Creating Culture

Mick, our Worship Pastor, gives his take on Alan Scott's seminar of the same name, at New Wine 2016.
9th Sep 2016

Alan Scott is the founder and lead pastor of the Causeway Coast Vineyard Church [in Northern Ireland]. Since its beginning the church has grown through scattered servants who bring life to the city. The church has planted several other churches and is the originator and catalyst for the Healing on the Streets movement. I arrived slightly late but Alan Scott’s mid-week seminar on ‘Creating Culture’ wasn’t full, so I found a chair at the side, left my phone to charge, and tried to take notes on what I saw/heard/understood…


1. Church should not be a competing strand of culture, but the underpinning of all strands of society.

We, as churches, are constantly battling against the world for attention, resources, and time. Instead of competing against health, government, media, family, business, and education, we should be investing in these departments in order to create a culture of church-focus. Commissioning NHS staff in our church services to go out and heal in the name of Jesus, publicly praying for our teachers and council employees, investing in local businesses through financial, time-related, or human resources, creating a strong atmosphere of family-friendliness and encouraging young people to be on the frontline of culture change.


2. Our first priority should be to love Harrow.

Alan asked an interesting question; if our church ceased to exist, apart from the people who use your building, would your city notice? Initially, I thought “Of course!”, but upon closer analysis I began to question whether we as a church are doing enough to really love Harrow. Are we loving the poor? Are we housing the homeless? Are we healing the sick? Are we known as a place to come if you’re weary, suffering, in pain, or lost? If we are not reaching the least, the last, and the lost in Harrow, our church is pointless.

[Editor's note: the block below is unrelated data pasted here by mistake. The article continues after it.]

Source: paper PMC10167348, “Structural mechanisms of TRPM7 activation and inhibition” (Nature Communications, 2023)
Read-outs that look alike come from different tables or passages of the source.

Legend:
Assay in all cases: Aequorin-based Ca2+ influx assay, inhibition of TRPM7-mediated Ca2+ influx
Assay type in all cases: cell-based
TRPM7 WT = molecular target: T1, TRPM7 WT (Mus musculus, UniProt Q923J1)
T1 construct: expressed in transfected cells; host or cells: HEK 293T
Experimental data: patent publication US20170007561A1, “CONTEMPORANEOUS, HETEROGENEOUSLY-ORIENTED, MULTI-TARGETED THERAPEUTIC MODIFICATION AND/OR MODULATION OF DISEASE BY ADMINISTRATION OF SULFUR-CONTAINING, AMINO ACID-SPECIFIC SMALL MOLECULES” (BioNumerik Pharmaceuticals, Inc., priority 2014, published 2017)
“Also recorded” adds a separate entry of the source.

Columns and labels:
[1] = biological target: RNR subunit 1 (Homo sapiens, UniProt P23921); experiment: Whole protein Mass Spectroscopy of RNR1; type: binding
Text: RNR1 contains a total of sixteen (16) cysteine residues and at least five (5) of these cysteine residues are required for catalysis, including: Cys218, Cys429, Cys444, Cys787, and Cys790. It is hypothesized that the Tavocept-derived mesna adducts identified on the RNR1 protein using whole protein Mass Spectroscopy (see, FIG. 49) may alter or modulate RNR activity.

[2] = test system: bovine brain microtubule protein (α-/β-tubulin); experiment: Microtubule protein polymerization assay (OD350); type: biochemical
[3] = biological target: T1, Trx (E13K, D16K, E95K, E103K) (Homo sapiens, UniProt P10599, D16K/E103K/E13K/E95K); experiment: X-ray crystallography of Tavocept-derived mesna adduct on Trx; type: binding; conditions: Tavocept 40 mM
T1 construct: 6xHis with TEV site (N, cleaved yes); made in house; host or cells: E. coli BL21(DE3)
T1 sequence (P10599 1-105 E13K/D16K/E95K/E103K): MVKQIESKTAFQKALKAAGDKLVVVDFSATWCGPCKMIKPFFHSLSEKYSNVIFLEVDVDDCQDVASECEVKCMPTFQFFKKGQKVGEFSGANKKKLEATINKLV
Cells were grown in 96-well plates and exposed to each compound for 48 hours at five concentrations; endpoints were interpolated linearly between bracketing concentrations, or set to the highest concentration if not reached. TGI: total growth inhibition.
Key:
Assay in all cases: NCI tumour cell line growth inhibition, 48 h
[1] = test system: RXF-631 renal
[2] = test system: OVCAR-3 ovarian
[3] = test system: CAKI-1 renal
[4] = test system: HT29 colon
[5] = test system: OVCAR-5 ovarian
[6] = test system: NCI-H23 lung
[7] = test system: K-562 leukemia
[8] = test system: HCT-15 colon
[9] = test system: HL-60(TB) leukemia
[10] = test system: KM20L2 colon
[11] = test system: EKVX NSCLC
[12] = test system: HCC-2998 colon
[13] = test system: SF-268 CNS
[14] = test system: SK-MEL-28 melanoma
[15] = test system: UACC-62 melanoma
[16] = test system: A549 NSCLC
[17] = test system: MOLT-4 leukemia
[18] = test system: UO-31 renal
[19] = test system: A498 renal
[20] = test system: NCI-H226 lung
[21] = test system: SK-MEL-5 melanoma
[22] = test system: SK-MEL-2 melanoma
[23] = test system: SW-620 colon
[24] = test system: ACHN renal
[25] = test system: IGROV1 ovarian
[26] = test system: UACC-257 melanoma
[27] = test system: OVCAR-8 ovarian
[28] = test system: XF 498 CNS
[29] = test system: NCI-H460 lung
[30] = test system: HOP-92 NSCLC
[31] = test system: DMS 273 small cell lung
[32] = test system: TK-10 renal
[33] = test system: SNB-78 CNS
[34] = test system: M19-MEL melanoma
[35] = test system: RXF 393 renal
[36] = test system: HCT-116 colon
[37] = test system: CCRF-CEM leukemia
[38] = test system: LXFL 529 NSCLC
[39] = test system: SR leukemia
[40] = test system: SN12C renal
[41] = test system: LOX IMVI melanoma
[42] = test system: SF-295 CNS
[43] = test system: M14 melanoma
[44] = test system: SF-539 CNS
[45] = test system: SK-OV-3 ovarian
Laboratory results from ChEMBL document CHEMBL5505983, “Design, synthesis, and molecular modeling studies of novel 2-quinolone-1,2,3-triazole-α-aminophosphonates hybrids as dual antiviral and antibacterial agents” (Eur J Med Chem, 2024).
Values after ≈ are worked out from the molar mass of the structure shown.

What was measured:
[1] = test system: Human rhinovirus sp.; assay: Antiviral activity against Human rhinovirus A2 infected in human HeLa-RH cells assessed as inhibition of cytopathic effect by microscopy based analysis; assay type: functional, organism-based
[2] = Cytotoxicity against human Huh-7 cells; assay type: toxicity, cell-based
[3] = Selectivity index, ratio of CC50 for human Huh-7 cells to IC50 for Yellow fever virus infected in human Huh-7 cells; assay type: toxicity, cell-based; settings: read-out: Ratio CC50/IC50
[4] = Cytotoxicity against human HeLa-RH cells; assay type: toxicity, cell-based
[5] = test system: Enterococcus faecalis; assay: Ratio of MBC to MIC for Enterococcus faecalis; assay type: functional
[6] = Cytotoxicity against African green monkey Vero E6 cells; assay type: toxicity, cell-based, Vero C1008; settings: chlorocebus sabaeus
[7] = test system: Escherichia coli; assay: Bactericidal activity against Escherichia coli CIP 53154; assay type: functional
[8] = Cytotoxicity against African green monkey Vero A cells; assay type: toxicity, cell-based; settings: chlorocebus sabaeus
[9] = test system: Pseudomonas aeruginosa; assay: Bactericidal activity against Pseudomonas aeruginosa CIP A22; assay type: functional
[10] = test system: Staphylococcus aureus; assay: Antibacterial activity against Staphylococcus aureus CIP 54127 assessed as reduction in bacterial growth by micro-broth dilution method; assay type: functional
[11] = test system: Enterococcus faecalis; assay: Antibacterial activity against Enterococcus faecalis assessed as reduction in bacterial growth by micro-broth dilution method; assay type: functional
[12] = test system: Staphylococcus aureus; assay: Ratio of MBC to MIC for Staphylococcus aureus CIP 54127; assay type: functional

Don’t get me wrong, we have a lot of great things going on outside of ‘normal church life'; I Am Second, the medical centre, Street Pastors, Saturday Football, and of course, Spear. But does Harrow know that we love them? I was really challenged by this question, and newly enthused to get out there and love Harrow whole-heartedly because it is where I live, have grown up, and I know needs Jesus.


3. It starts with changing the mindset of the church, which in turn will change the atmosphere, people’s perception of church, and eventually the culture of the entire city.

People are comfortable – they like coming on a Sunday, singing some songs, enjoying the preach and then sharing coffee with their friends. But, if we get stuck in this comfortable place, it is extremely hard to unstick yourself. Dr. Seuss said it very well in my favourite bedtime story…

You can get all hung up
in a prickle-ly perch.
And your gang will fly on.
You’ll be left in a Lurch.You’ll come down from the Lurch
with an unpleasant bump.
And the chances are, then,
that you’ll be in a Slump.And when you’re in a Slump,
you’re not in for much fun.
Un-slumping yourself
is not easily done.